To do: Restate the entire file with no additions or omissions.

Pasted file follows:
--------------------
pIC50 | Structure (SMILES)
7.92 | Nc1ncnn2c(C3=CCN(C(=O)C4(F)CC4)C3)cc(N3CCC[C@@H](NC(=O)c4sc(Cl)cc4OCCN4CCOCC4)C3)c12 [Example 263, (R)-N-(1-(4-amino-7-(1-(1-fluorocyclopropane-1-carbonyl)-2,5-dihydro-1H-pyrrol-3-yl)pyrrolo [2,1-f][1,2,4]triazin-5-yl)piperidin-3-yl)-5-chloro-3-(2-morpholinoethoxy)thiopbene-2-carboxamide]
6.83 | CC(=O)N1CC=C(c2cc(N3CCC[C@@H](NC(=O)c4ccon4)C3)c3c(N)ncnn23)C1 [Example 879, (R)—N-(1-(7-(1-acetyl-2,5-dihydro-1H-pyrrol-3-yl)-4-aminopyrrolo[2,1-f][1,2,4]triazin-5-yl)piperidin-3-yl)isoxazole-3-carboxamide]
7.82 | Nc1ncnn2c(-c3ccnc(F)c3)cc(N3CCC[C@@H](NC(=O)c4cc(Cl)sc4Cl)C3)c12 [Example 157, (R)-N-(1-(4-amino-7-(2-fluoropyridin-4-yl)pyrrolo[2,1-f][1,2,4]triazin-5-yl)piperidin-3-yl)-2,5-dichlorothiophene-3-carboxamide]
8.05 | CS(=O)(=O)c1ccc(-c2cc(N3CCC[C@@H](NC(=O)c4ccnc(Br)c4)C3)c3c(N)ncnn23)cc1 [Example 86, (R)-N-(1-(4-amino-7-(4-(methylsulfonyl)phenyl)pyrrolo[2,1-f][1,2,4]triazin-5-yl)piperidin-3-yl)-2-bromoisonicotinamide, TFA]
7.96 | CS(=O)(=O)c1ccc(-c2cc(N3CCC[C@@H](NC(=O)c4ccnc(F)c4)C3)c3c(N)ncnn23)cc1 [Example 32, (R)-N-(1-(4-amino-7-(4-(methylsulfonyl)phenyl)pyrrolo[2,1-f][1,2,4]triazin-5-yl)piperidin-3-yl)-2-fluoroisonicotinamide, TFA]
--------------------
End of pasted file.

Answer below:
pIC50 | Structure (SMILES)
7.92 | Nc1ncnn2c(C3=CCN(C(=O)C4(F)CC4)C3)cc(N3CCC[C@@H](NC(=O)c4sc(Cl)cc4OCCN4CCOCC4)C3)c12 [Example 263, (R)-N-(1-(4-amino-7-(1-(1-fluorocyclopropane-1-carbonyl)-2,5-dihydro-1H-pyrrol-3-yl)pyrrolo [2,1-f][1,2,4]triazin-5-yl)piperidin-3-yl)-5-chloro-3-(2-morpholinoethoxy)thiopbene-2-carboxamide]
6.83 | CC(=O)N1CC=C(c2cc(N3CCC[C@@H](NC(=O)c4ccon4)C3)c3c(N)ncnn23)C1 [Example 879, (R)—N-(1-(7-(1-acetyl-2,5-dihydro-1H-pyrrol-3-yl)-4-aminopyrrolo[2,1-f][1,2,4]triazin-5-yl)piperidin-3-yl)isoxazole-3-carboxamide]
7.82 | Nc1ncnn2c(-c3ccnc(F)c3)cc(N3CCC[C@@H](NC(=O)c4cc(Cl)sc4Cl)C3)c12 [Example 157, (R)-N-(1-(4-amino-7-(2-fluoropyridin-4-yl)pyrrolo[2,1-f][1,2,4]triazin-5-yl)piperidin-3-yl)-2,5-dichlorothiophene-3-carboxamide]
8.05 | CS(=O)(=O)c1ccc(-c2cc(N3CCC[C@@H](NC(=O)c4ccnc(Br)c4)C3)c3c(N)ncnn23)cc1 [Example 86, (R)-N-(1-(4-amino-7-(4-(methylsulfonyl)phenyl)pyrrolo[2,1-f][1,2,4]triazin-5-yl)piperidin-3-yl)-2-bromoisonicotinamide, TFA]
7.96 | CS(=O)(=O)c1ccc(-c2cc(N3CCC[C@@H](NC(=O)c4ccnc(F)c4)C3)c3c(N)ncnn23)cc1 [Example 32, (R)-N-(1-(4-amino-7-(4-(methylsulfonyl)phenyl)pyrrolo[2,1-f][1,2,4]triazin-5-yl)piperidin-3-yl)-2-fluoroisonicotinamide, TFA]